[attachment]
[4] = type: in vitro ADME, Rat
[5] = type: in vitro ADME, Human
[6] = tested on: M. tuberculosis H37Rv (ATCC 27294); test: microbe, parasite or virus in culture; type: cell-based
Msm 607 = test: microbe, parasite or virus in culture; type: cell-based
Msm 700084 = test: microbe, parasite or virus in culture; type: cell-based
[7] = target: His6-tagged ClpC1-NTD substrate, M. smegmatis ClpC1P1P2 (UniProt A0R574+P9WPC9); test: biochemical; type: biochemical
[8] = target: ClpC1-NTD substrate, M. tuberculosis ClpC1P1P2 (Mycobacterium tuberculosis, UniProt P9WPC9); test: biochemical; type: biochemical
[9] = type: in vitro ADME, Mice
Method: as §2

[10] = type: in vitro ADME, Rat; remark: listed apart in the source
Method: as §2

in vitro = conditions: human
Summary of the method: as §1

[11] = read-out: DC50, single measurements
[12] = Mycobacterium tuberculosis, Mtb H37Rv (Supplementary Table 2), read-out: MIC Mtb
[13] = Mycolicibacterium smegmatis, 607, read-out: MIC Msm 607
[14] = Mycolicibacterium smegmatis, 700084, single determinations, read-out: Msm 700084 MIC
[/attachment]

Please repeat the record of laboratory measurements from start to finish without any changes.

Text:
[4] = type: in vitro ADME, Rat
[5] = type: in vitro ADME, Human
[6] = tested on: M. tuberculosis H37Rv (ATCC 27294); test: microbe, parasite or virus in culture; type: cell-based
Msm 607 = test: microbe, parasite or virus in culture; type: cell-based
Msm 700084 = test: microbe, parasite or virus in culture; type: cell-based
[7] = target: His6-tagged ClpC1-NTD substrate, M. smegmatis ClpC1P1P2 (UniProt A0R574+P9WPC9); test: biochemical; type: biochemical
[8] = target: ClpC1-NTD substrate, M. tuberculosis ClpC1P1P2 (Mycobacterium tuberculosis, UniProt P9WPC9); test: biochemical; type: biochemical
[9] = type: in vitro ADME, Mice
Method: as §2

[10] = type: in vitro ADME, Rat; remark: listed apart in the source
Method: as §2

in vitro = conditions: human
Summary of the method: as §1

[11] = read-out: DC50, single measurements
[12] = Mycobacterium tuberculosis, Mtb H37Rv (Supplementary Table 2), read-out: MIC Mtb
[13] = Mycolicibacterium smegmatis, 607, read-out: MIC Msm 607
[14] = Mycolicibacterium smegmatis, 700084, single determinations, read-out: Msm 700084 MIC